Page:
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Ventricular Septal Disease (VSD) in Dogs… Symptoms, expectations and costs!

Ventricular septal disease aka VSD is a problem that can strike cats, dogs and humans!

But just because…

Your pet has a heart murmur or an irregular heartbeat doesn’t mean it’s VSD. This is why we decided to dedicate an article all about ventricular septal disease in dogs and cats so that if you suddenly find yourself the owner of a pet that develops this condition you’ll be better prepared for what to expect.

So, without further ado, let’s dive right in!

What is Ventricular Septal Disease?

As you may know the heart is made up of the right and left ventricle as well as the right and left atrium. The ventricular septum is the wall between the two ventricles. The job of it is to help control the blood flow.

When there is…

A septal defect, there is a problem with the wall that impacts the blood flow. In dogs, the most common type of VSD is subaortic. This means basically that it happens below the aortic valve rather than above it.

Now it’s important to remember…

That there are a lot of different ways the heart’s blood flow can be obstructed. The disease name changes depending on where and how it is obstructed. Left ventricular obstruction is known as subaortic stenosis.

Clinical Signs & Symptoms of VSD

While it can happen to cats and dogs, it’s a bit more common in cats. The difficult thing is that many of them are asymptomatic. That basically means as an owner, you’re not going to notice a difference in your cat at all.

If there are…

Any symptoms it will be things like breathing problems, exercise intolerance, or maybe coughing. Breathing problems like this occur since a left ventricular problem like VSD can cause a problem with blood delivery to the lungs aka causing pulmonary problems.

Ventricular septal defects are most likely genetic.

Diagnosis of Ventricular Septal Defect in Pets

If you think that there is something wrong with your dog or cat, always take him or her to the vet for a diagnosis. Now’s a good time for us to mention – we are not vets or medical professionals. Our purpose here is only to provide information. None of this should be interpreted as a diagnosis, treatment or cure.

Which brings us to…

Were we like to remind folks that we here at IndulgeYourPet are not doctors, veterinarians or medical professionals.  All we are is a bunch of folks who just happen to be passionate about animals and only want what’s best for them.

This is why…

If you feel like your pet may have ventricular septal disease (or any other health issue for that matter) the first thing that you’re going to want to do is have him or her check out by a vet ASAP!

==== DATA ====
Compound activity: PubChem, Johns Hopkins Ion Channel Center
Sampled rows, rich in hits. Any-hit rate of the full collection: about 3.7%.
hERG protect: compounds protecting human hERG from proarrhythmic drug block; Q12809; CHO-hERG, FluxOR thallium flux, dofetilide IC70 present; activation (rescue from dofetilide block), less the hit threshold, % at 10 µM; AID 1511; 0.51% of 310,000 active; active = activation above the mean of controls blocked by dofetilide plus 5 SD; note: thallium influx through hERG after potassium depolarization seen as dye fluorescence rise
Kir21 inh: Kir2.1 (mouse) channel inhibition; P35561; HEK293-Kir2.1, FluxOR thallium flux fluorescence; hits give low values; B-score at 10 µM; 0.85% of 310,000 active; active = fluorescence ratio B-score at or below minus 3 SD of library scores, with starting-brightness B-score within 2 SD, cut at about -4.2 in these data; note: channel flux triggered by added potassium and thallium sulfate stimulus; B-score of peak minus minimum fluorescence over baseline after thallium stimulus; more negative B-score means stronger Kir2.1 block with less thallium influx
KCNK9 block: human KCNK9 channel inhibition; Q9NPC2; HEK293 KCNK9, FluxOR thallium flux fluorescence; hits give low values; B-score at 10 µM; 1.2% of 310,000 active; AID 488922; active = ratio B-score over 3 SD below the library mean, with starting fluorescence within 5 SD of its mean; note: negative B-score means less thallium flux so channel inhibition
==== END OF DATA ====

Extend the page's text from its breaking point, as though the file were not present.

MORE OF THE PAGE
The truth is, an early diagnosis will often lead to the “best” medical outcome for your pet regardless of what is bothering him or her, but beyond that diagnosing a medical condition early could save you a bundle in medical costs!

Okay, now that that’s out of the way…

A lot of animals get diagnosed for VSD almost accidentally (as we stated, there may not be signs). It could happen that the vet notices it during another test like a thoracic x-ray or complete blood profile, or a urinalysis.


It is of course possible that if you see symptoms, the vet can diagnose it using the same tests. If a pet has a holosystolic murmur, the vet may also look into VSD.

Treatment of VSD

Now that you know your dog has VSD, you are probably looking for a treatment option. There are a few options, all that require cardiopulmonary bypass or some kind of heart surgery.  It’s likely your pet will need a left-to-right shunt or a right-to-left shunt to help. He/she may also need artery banding.

Because the heart…

Is rather delicate and a lot of things are interrelated, your pet’s heart may have more than one problem. So, the treatment will vary based on this. Some dogs will additionally have congestive heart failure (which you probably know is a big deal), while others will suffer from tetralogy of fallot or another problem. The exact treatment will vary depending on this.

Cost of Treatment
Some people choose not to treat their dog, or to just give him or her palliative care. This is certainly the cheapest option, but your dog is not going to live as long. If you choose to go with surgery, it’s likely to be $1500-6000, depending on the exact heart surgery that’s needed.

This is why…

We here at IndulgeYourPet also recommend that any new pet owner take a moment and see what it might cost for you to purchase a pet insurance policy for your new animal.

Now will a pet insurance policy be right for everyone?

No, probably not.  But until you fully understand what these policies “will” and “won’t” cover and how much these pet insurance policies cost, how will you know if one might be right for you?

For more information on who we feel currently offers the “best” pet insurance policies out there, we would encourage you to check out our Best Pet Insurance Policies article.

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